- The Washington Times - Thursday, February 22, 2007

VIENNA, Austria — Despite a U.N. Security Council deadline, Iran called yesterday for talks with the United States — but did not budge on council demands that it mothball its uranium-enrichment program or face harsher sanctions.

Amid Iran’s nuclear defiance, the U.N. nuclear watchdog finalized a report to be released today that is expected to formally confirm the Islamic republic’s refusal to freeze enrichment — a conclusion that could subject it to tougher U.N. sanctions.

Officials at the International Atomic Energy Agency said the report by Mohamed ElBaradei, head of the Vienna-based U.N. agency, would say Iran has expanded enrichment efforts instead of freezing them.

Once released, the report will be sent to the agency’s 35-nation board and to the Security Council, which set a deadline of yesterday for a freeze and said Iranian defiance could lead to sanctions in addition to those imposed in December.

In remarks directed at Washington — the key backer of tougher U.N. action — Iranian Foreign Minister Manouchehr Mottaki said yesterday the dispute “has to be decided peacefully with the United States.”

But other top Iranian officials used harsher language, and none showed signs of compromise on the main demand of the United States and other world powers — a halt to enrichment and related activities.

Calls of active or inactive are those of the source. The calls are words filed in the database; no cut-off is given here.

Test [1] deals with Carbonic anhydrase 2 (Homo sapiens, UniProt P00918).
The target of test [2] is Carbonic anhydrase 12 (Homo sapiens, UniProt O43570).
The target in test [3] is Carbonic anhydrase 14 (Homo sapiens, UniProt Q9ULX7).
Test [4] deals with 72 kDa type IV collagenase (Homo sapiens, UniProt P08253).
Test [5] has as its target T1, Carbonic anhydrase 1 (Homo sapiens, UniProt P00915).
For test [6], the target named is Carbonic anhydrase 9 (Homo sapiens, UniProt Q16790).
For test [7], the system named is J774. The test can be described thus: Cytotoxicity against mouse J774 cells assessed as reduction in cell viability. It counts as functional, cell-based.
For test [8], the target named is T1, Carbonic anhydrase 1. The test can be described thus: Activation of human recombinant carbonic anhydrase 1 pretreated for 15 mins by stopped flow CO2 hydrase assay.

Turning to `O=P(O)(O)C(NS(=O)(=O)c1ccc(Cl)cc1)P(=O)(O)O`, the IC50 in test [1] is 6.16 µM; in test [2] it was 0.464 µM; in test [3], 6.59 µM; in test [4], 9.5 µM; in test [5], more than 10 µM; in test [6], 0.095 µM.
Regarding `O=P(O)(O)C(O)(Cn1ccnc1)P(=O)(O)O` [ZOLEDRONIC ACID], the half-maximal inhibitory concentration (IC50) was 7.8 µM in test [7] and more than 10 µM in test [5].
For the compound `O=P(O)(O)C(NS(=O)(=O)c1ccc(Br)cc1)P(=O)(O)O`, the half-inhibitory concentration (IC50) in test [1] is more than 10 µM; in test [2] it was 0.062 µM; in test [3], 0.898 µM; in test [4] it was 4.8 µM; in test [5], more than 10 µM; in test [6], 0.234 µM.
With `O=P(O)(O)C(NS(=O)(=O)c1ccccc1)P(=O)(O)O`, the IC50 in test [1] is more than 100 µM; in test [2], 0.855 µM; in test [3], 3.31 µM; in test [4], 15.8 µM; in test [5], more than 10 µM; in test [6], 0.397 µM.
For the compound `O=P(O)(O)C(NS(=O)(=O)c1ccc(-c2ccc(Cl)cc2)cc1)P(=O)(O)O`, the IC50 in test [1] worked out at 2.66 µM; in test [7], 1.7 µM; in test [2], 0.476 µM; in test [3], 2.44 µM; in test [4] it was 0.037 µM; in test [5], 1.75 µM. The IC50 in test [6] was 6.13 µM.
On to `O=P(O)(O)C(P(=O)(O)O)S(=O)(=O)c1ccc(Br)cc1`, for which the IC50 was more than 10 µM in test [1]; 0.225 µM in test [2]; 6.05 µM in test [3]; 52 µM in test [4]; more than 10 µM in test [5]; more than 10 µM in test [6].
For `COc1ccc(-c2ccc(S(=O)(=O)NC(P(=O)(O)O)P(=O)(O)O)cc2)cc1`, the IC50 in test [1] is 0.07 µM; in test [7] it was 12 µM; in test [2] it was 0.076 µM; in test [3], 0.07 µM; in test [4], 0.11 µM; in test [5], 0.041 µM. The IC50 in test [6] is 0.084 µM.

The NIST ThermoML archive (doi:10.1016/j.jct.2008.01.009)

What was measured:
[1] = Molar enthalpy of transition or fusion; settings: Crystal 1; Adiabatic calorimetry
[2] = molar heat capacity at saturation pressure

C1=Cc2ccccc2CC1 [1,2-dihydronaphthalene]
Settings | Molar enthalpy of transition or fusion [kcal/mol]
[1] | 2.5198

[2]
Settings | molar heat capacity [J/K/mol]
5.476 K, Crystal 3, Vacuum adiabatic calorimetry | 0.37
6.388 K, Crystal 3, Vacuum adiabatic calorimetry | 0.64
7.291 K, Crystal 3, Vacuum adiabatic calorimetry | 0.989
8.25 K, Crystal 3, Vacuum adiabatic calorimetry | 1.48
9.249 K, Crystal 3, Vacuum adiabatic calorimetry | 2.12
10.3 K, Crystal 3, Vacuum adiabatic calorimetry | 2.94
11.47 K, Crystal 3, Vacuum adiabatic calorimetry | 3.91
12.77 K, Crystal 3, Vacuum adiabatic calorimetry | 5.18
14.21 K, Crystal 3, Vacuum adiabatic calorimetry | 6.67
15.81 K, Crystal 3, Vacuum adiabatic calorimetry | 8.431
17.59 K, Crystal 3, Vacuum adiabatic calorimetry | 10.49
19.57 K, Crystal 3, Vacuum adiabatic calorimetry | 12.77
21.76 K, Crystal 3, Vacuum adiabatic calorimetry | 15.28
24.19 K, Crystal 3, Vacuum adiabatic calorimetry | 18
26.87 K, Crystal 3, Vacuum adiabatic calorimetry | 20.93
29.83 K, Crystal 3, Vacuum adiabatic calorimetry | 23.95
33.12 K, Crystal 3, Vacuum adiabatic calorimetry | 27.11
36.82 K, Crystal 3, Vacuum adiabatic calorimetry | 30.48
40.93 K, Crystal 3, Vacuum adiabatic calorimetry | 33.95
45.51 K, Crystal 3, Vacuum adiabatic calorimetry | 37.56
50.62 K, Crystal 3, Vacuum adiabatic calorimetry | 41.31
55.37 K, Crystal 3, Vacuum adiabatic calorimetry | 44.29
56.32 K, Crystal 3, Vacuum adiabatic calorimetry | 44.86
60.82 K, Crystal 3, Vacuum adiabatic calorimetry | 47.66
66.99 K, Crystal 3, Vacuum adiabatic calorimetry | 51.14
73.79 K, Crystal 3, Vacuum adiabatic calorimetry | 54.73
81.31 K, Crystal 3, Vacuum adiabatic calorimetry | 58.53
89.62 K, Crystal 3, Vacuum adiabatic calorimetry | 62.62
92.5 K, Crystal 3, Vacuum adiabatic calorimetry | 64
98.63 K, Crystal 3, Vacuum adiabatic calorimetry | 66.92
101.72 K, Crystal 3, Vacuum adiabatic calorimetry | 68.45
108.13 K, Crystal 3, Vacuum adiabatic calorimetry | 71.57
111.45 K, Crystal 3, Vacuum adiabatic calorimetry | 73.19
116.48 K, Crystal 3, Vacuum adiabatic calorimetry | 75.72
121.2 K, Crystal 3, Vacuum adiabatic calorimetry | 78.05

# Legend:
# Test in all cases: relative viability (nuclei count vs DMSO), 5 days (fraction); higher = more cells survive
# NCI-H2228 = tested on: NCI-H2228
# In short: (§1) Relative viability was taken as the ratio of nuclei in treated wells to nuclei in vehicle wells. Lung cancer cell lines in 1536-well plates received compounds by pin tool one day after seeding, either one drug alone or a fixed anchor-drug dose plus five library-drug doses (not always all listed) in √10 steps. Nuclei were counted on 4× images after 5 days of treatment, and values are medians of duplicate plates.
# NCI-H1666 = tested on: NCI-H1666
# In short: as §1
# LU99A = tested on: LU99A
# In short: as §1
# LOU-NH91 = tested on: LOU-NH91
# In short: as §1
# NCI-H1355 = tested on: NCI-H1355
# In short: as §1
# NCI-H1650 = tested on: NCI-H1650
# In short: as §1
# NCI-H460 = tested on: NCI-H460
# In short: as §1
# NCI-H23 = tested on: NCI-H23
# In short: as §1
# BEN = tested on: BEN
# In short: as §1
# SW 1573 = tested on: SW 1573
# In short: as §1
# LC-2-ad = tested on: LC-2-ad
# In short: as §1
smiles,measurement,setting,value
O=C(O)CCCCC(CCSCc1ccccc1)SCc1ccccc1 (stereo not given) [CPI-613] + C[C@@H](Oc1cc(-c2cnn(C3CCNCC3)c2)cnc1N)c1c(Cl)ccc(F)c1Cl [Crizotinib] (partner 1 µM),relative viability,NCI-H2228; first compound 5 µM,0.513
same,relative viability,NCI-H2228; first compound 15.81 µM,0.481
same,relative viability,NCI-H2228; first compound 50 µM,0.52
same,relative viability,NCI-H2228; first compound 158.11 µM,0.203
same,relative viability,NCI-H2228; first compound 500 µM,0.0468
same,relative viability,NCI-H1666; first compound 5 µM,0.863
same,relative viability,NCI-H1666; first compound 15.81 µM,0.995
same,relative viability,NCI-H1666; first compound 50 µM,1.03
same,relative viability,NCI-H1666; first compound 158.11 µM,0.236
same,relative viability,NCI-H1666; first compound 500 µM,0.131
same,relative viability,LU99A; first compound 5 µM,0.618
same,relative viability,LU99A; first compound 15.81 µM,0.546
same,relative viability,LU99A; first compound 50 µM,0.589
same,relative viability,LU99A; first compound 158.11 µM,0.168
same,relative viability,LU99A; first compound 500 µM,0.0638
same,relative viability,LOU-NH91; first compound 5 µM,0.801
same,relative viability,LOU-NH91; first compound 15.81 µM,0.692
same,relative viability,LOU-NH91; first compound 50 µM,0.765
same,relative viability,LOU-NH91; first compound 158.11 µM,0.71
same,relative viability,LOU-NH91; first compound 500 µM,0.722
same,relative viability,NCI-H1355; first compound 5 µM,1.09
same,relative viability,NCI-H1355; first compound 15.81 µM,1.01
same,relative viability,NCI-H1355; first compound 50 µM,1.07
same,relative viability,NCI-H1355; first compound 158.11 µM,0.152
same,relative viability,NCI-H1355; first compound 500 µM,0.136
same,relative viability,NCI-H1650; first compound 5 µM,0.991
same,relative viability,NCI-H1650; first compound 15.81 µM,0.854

“The enemy is making a big mistake if it thinks it can thwart the will of the Iranian nation to achieve the peaceful use of nuclear technology,” Iranian state TV’s Web site quoted President Mahmoud Ahmadinejad as saying. On Tuesday, he said Iran was ready to halt its enrichment program, but only if Western nations do the same. The White House dismissed Mr. Ahmadinejad’s call.

The United States and its allies suspect Iran is using its nuclear program to produce an atomic weapon — charges Iran denies, saying its aim is to generate electricity. Enriched to a low level, uranium is used to produce nuclear fuel, but further enrichment makes it suitable for a bomb.

Iran has rejected the Security Council resolution as “illegal” and said it would not give up its right to enrich under the nuclear Non-Proliferation Treaty.

No new U.N. sanctions were expected immediately.

Meanwhile in New Delhi, India announced yesterday it has banned all exports and imports to and from Iran that could contribute to Tehran’s nuclear program.

“Direct or indirect export and import of all items, materials, equipment, goods and technology which could contribute to Iran’s enrichment-related … activities to/from Iran is prohibited,” a commerce ministry statement said.

It said the move is a result of sanctions against Iran imposed by the U.N. Security Council in December. Nuclear-armed and energy-hungry India has repeatedly called for dialogue to resolve the row over Tehran’s suspect nuclear ambitions.

Copyright © 2018 The Washington Times, LLC. Click here for reprint permission.

The Washington Times Comment Policy

The Washington Times is switching its third-party commenting system from Disqus to Spot.IM. You will need to either create an account with Spot.im or if you wish to use your Disqus account look under the Conversation for the link "Have a Disqus Account?". Please read our Comment Policy before commenting.

 

Click to Read More

Click to Hide